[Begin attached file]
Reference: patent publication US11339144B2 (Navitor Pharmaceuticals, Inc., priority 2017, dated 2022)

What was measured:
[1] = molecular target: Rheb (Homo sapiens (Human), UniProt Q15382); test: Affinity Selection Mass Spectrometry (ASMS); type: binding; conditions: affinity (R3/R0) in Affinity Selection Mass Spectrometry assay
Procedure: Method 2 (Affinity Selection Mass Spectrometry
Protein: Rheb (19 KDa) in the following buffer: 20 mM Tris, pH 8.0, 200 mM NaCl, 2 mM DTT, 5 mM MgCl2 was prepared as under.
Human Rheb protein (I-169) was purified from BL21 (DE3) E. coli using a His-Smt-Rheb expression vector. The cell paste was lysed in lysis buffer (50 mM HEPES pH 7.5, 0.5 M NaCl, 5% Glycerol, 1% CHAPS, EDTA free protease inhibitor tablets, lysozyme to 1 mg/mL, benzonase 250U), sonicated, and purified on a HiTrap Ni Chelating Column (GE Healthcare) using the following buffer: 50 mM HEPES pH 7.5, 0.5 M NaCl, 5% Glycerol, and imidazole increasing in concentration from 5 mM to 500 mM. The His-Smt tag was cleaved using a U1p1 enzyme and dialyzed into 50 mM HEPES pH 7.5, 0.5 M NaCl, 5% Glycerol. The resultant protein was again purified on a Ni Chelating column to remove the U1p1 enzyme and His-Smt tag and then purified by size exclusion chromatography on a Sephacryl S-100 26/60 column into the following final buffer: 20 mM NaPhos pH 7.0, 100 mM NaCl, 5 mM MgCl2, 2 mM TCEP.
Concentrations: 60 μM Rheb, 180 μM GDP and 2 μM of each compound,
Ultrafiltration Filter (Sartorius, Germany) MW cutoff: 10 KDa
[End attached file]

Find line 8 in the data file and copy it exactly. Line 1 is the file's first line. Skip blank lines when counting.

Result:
Ultrafiltration Filter (Sartorius, Germany) MW cutoff: 10 KDa